United Kingdom 2005
REPORT FROM LONDON: THE FIRST PEOPLE’S SUMMIT FOR DEPARTMENTS OF PEACE
October 18-19, 2005
Forty people from twelve countries took time from their busy lives and invested their energy and
resources to attend. The countries represented included Australia, Canada, Israel, Italy, Japan, Jordan, Netherlands, Palestine, Romania, Spain, United Kingdom, and United States of America. In addition, written support was received from political leaders in Australia, Nepal, Nigeria, Japan, and Uganda, including:
- Senator Lyn Allison, Leader of the Australian Democrats
- Senator Natasha Stott Despoja, Foreign Affairs Spokesperson for the Australian Democrats
- Hon. Dr. Arthur Chesterfield-Evans MP, MLC State Leader of the Australian Democrats
- Hon. Oryem Henry Okello, Minister of State for Foreign Affairs/International Affairs of Uganda
- Tadatoshi Akiba, Mayor, City of Hiroshima, Japan
- Development, Nepal Homrajdahal, former MP and President, Center for Conflict Resolution, Peace, and
Presently, five of these countries have working groups conducting campaigns for ministries or departments of peace: Australia, Canada, Japan, United Kingdom, and United States.
It was good to talk about the organizational structure of our campaign in the U.S., the recent conference in DC, our successes and challenges, and to receive such a positive response from many who are struggling to understand the present policies and actions of the United States. Our campaign was recognized as an inspiration and help to many in attendance at the London Summit, particularly its grassroots approach. People loved to hear stories of youth interest and involvement, and it is heartening to know that youth are becoming involved all over the world. It gives one hope.
On the final day of the Summit, the participants launched an on-going partnership for global action, called the People’s Initiative for Departments of Peace. The London Summit then concluded with a public meeting in the Grand Committee Room in the Houses of Parliament,
hosted by John McDonnell MP and emceed by Diana Basterfield, co-founder of UK ministry
for peace. The event opened with video greetings from Congressman Dennis Kucinich and
Marianne Williamson, and Dot Maver spoke on behalf of The Peace Alliance. Canada’s representative, Saul Arbess, shared the Canadian working group’s perspective. John McDonnell MP then articulated clearly the urgent need for departments and ministries of peace in order
to provide a governmental infrastructure — an institutional space — for dialogue on peaceful resolution of conflict to take place.
Dot answered some highly pointed questions from the audience about various aspects of U.S. policy by acknowledging the pain expressed and offering hope by saying that many people in the United States and around the world share that pain and sense of urgency, and
reframing the situation in relation to the need to create infrastructures for peace based on the peacebuilding and conflict transformation efforts and resources already underway and available around the world.
Other speakers included Yumi Kikuchi from Japan, Kai Brand-Jacobsen from Transcend in Romania (who provided the training and facilitated the Summit), Paul van Tongeren from the Netherlands, and Jo Berry, who has been a spokesperson for forgiveness and reconciliation ever since her father (a former Tory MP) was killed by IRA terrorists 20 years ago.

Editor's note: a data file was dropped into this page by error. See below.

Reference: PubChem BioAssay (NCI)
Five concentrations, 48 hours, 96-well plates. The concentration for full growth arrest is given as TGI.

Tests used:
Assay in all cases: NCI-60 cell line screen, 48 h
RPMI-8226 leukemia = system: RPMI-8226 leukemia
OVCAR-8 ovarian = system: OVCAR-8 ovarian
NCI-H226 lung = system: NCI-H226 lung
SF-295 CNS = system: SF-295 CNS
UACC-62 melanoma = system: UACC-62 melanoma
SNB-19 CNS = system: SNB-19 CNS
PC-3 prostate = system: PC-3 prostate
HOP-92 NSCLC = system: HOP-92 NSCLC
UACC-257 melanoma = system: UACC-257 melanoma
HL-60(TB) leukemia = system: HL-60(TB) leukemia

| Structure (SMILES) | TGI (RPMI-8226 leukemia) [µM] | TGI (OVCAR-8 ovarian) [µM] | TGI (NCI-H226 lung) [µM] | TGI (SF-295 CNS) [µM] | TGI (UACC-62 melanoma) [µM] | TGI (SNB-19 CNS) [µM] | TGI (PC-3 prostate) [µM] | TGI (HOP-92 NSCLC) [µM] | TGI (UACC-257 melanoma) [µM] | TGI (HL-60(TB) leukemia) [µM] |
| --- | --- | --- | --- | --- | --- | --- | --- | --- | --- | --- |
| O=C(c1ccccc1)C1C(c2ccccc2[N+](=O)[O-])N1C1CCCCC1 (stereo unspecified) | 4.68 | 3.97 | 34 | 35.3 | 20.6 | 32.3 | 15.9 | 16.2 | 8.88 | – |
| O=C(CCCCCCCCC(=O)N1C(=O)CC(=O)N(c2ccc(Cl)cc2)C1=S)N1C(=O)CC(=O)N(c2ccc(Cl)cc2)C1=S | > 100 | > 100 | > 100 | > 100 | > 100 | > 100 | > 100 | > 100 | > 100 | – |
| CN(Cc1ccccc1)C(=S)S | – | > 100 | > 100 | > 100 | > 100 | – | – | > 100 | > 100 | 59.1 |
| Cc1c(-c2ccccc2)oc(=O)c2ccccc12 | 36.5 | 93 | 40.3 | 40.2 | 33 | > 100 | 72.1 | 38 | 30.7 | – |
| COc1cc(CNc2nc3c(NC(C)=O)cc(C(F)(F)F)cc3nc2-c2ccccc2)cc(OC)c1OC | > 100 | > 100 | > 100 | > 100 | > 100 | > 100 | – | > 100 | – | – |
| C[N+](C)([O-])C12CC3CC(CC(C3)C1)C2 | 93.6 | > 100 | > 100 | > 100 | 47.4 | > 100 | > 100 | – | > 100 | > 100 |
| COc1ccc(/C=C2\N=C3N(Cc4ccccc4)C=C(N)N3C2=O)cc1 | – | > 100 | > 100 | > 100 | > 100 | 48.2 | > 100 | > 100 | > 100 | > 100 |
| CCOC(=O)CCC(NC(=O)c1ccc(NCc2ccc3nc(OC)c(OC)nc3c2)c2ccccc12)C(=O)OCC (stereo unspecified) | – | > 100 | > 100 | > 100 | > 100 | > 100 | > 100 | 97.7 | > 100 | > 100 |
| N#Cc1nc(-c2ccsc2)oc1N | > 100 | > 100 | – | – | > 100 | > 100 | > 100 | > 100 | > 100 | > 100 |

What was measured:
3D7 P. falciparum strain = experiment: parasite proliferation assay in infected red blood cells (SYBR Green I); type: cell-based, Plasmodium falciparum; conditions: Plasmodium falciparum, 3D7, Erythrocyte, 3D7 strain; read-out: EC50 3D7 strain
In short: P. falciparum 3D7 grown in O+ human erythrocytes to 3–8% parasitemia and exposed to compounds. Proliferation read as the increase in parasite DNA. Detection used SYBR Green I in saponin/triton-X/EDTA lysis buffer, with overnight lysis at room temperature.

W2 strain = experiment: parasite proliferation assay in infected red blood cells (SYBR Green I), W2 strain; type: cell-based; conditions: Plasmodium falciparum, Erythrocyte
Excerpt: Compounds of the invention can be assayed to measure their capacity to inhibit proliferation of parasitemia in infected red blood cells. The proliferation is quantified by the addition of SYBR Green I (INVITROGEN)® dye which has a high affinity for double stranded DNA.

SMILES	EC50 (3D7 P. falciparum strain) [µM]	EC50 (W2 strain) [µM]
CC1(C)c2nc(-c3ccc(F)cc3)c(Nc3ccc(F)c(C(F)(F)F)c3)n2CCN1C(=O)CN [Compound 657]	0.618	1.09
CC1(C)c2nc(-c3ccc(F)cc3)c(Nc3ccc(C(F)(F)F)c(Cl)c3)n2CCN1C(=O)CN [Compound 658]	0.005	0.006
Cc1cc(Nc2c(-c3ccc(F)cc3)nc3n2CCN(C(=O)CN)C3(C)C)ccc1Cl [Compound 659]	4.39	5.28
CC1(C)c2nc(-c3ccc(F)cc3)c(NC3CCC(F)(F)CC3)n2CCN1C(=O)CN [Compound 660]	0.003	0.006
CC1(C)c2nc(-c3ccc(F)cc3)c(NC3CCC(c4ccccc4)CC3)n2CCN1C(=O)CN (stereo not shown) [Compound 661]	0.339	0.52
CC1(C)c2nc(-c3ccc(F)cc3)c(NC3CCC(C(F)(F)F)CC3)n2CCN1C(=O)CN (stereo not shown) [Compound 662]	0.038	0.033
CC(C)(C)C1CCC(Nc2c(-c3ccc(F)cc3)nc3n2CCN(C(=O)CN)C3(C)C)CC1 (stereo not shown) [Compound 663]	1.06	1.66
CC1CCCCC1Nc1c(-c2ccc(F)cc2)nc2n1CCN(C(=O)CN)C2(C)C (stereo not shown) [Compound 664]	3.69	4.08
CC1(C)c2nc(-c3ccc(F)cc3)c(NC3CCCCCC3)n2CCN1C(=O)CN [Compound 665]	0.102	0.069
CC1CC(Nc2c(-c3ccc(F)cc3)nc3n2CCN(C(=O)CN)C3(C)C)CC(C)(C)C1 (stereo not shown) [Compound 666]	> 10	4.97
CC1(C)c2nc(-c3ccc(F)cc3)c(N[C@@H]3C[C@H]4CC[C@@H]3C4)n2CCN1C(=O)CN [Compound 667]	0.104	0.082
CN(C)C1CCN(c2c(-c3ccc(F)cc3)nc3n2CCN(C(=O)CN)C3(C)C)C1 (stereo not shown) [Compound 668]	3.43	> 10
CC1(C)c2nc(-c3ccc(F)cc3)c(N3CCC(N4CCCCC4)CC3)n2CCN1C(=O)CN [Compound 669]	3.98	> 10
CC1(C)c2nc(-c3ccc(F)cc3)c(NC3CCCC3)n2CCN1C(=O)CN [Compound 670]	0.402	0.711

Summit participants representing each country stood in the front of the room, and Zoughbi Zoughbi from Palestine and Shiri Barr from Israel stood side by side and spoke on behalf of the international initiative, both asking us to not give up hope and expressing their gratitude and joy to be standing together calling for peace. Dot read aloud the Summit’s Declaration (see below) launching the People’s Initiative for Departments of Peace and presented it to John McDonnell MP, who then said he would read it into the official record of the House of Commons at the earliest opportunity.
This event marks the beginning of a new, expanding movement throughout the world for governments to organize around principles of nonviolent conflict transformation. The next Summit is planned or June 2006, in Victoria, Canada, preceding the first World Peace Forum in Vancouver, where the People’s Initiative for Departments of Peace will offer a presentation.
There is a momentum for peace and justice that is unstoppable!
DECLARATION OF THE FIRST PEOPLE’S SUMMIT FOR DEPARTMENTS OF PEACE
Today, we announce the launch of an international initiative for the creation of Departments of Peace in governments throughout the world.
Violence of all kinds is increasing. There is an urgent need to find responsible solutions, expanding on past and present peace-building successes.
This international initiative will both provide resources and support for existing national Department of Peace campaigns, and assist new ones as they appear in other countries.
While the exact role of the department will differ in each country, its basic functions will be the same:
- To foster a culture of peace;
- To research, articulate and help bring about non-violent solutions to conflicts at all levels; and
- To provide resources for training in peace-building and conflict transformation to people everywhere.
We, the undersigned, joyfully vow to support and encourage each other, to share information, to enrich each other’s experience, to listen to one another and to celebrate our commonalities and differences in our journey together towards a culture of peace.
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